WASHINGTON – Alberto Gonzales on Thursday said the Bush administration has never condoned the use of torture and, if confirmed as the nation's next attorney general, he would not approve of the practice.
President Bush has made clear that the government will defend Americans from terrorists "in a manner consistent with our nation's values and applicable law, including our treaty obligations," Gonzales said. "I pledge that, if I am confirmed as attorney general, I will abide by those commitments."
Gonzales was facing tough questions Thursday from the Senate Judiciary Committee about his role in the U.S. government's aggressive interrogations of terrorism detainees. A successful confirmation hearing could make Gonzales the first Hispanic to be the top U.S. law enforcer.
Gonzales repeated the argument that terrorists are not soldiers and so are not covered by the Geneva treaty but still, he said, "We must be committed to preserving civil rights and civil liberties."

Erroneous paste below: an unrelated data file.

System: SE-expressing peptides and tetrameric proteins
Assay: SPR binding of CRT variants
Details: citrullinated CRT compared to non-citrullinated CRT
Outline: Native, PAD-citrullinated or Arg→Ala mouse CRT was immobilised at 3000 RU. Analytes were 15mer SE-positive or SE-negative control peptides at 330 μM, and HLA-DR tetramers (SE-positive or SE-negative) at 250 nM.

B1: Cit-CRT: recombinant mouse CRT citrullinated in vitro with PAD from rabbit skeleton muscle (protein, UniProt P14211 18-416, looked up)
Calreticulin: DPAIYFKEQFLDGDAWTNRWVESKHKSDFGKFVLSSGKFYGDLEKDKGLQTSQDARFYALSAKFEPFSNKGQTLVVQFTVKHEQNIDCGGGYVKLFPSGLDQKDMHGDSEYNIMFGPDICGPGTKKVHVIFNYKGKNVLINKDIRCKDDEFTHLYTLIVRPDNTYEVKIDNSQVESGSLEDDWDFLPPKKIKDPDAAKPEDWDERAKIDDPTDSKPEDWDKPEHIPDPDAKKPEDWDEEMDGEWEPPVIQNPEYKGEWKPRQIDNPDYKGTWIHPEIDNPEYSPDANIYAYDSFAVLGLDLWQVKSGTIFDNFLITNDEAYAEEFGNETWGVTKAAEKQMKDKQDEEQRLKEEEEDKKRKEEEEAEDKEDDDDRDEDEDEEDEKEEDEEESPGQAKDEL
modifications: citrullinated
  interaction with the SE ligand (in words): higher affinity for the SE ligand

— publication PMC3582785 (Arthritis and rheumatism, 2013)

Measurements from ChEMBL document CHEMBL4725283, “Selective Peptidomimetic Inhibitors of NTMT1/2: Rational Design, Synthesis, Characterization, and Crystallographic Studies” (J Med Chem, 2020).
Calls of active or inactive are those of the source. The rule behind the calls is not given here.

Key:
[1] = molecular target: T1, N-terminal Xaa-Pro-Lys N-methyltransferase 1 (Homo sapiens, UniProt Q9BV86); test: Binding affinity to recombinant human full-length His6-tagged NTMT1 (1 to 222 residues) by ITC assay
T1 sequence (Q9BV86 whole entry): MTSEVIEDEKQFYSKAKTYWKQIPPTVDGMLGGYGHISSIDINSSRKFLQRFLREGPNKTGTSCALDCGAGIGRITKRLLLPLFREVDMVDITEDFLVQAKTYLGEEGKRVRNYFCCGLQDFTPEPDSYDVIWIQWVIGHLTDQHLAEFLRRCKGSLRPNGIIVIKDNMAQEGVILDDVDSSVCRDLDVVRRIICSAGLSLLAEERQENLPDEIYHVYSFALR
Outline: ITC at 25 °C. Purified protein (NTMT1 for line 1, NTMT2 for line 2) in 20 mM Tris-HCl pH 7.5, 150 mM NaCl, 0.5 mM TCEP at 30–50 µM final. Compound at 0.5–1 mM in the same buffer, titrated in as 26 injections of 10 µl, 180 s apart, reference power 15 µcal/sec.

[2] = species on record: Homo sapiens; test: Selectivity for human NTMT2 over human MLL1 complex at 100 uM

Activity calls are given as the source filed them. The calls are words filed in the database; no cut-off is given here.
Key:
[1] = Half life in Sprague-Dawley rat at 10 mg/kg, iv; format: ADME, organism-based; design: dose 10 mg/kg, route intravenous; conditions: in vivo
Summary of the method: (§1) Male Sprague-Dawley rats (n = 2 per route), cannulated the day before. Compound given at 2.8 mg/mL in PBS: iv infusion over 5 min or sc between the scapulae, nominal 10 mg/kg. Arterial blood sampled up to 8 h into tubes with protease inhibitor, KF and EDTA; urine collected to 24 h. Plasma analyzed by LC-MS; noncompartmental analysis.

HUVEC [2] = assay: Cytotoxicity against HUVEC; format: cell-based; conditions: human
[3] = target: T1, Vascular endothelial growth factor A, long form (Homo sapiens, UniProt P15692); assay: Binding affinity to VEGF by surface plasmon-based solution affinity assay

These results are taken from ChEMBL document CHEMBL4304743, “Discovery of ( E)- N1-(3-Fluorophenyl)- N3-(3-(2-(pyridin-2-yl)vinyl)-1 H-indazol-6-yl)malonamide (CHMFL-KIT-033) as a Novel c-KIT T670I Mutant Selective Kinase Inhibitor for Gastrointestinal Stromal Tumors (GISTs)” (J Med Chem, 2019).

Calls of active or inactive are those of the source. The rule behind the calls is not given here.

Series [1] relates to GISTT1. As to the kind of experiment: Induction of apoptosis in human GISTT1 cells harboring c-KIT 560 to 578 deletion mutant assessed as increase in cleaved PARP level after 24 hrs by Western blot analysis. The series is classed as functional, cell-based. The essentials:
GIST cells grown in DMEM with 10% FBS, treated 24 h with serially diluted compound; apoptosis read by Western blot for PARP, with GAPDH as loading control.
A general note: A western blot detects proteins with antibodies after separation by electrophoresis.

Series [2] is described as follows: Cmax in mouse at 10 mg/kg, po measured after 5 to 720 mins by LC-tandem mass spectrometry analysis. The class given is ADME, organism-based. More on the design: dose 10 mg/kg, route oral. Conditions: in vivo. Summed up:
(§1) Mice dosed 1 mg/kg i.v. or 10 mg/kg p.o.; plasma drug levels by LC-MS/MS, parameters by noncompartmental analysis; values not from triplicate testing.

In light of recent dust-ups over Bush administration policies on just how far interrogators can go in trying to get information about alleged Al Qaeda (search) and other terrorists, Gonzales earlier this week pledged to abide by treaties that ban torture of prisoners.
Supporters of Gonzales, who had a hand in much of the White House's post-Sept. 11 terrorism policies, say Bush's top lawyer is successfully carrying out his job and making the nation more secure in doing so and that the recent uproar over the counsel's policies is an attempt to tarnish his reputation.
"Only in Washington can a good man get raked over the coals for doing his job," Sen. John Cornyn, R-Texas, said in introducing Gonzales, adding, that neither the president nor Gonzales ever condoned the use of torture. "Al Qaeda never signed the Geneva Conventions (search)," Cornyn added, saying that many of the criticisms of Gonzales are "outright lies."
Democrats want answers concerning a January 2002 memo Gonzales wrote arguing that the war on terrorism "renders obsolete Geneva's strict limitations on questioning of enemy prisoners and renders quaint some of its provisions," as well as other torture documents.